-CD Digisleeve
-1 LP Gatefold Black Vinyl
-1 LP Gatefold Inkspot Black/Gold Vinyl w/Slipmat and Record Butler (Napalm mail order only, limited to 500 worldwide)
-1 LP Gatefold Marbled White/Crystal ClearVinyl (Napalm mail order only, limited to 400 worldwide)
-1 LP Gatefold Marbled Orange/Black Vinyl (Band Shop only)
-1 LP Gatefold Marbled White/Black Vinyl (Band Shop only)
-1 LP Gatefold Crystal Clear Vinyl (Band Shop only, limited to 300 only)
-Deluxe Box Set w/ CD Digisleeve, Pendant, Tote Bag, Guitar Pick tin (Napalm mail order only, limited to 700 worldwide)
-Music Cassette Brown Transparent (Napalm mail order only, limited to 150 worldwide)
-Digital Album

Pre-Order Pawns & Kings here.

Follow Alter Bridge online at: alterbridge.com, facebook.com/alterbridge, instagram.com/officialalterbridge, twitter.com/alterbridge, youtube.com/c/alterbridgeofficial, tiktok.com/@officialalterbridge, Spotify and Apple Music.

Share : facebooktwittergoogle plus


Brian Hiatt of Rolling Stone spoke with Mammoth WVH‘s Wolfgang Van Halen, excerpts from the interview appear below.

Rolling Stone: ….can expand…because it was a long, long process to get to the debut [album].

Wolfgang Van Halen: There was a lot of work. I didn’t know who I was before it started. I didn’t know what it was going to be. I just knew I had this dream of pulling a Dave Grohl and doing an album all on my own – you know, recording everything, writing everything. And I wasn’t sure if I could do it. I didn’t know if I could sing. But my producer [Michael “Elvis” Baskette], when he heard me sing a couple demos, he was like, “You’ve got this.” In general, I’m a very self-doubting person. I’ve been raised for half my life, with everyone – outside of my inner circle of people who are kind to me, and family and friends – vehemently hating me and trying to convince me that I’m not good enough. And I won’t lie. That, at a young age, really gets in your head. And I’ve had my trust abused throughout my life, in many different episodes with a handful of different people that have really shaken me up in different ways. And I’m still working through some of that, and a lot of that sort of fallout from those incidents in my life has resulted in me having a really poor opinion on myself. And it’s really difficult to kind of pick yourself up and get anything done.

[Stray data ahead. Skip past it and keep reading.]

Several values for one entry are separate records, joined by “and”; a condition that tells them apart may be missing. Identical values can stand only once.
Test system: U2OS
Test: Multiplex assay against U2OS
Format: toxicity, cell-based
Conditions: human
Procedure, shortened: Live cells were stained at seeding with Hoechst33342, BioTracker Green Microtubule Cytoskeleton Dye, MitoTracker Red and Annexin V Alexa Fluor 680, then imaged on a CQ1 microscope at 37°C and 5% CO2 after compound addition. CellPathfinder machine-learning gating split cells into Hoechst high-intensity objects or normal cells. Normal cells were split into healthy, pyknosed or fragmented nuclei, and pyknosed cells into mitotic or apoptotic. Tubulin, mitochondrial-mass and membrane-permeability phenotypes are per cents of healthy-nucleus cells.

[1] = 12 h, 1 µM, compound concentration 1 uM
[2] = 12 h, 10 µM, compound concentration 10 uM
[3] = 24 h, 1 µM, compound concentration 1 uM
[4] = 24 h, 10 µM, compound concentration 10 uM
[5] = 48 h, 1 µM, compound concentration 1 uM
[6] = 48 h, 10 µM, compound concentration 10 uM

Rolling Stone: That must make it all the more triumphant that you got the album out and went on tour and got a great reception.

Wolfgang Van Halen: Yeah, it’s an amazing feeling. When you really look at everything that we’ve done in the past year, it’s kind of crazy for a new rock band in 2021. So I’m really proud of the whole team. It’s really amazing.

Rolling Stone: When you were talking about negativity, you mean online, right?

Wolfgang Van Halen: Yeah. You know, it’s hard. You know, I spend my life trying to get, you know … You want people to like you, you think you’re a nice person, you know, and then all these people who don’t know you have decided the person that you are because of who your parents are and what you do. We’ve become such  a cynical place where everything is judged first. It’s who can get the most cynical hot take, rather than, you know, actual kindness. It’s a very unkind world out there in many aspects.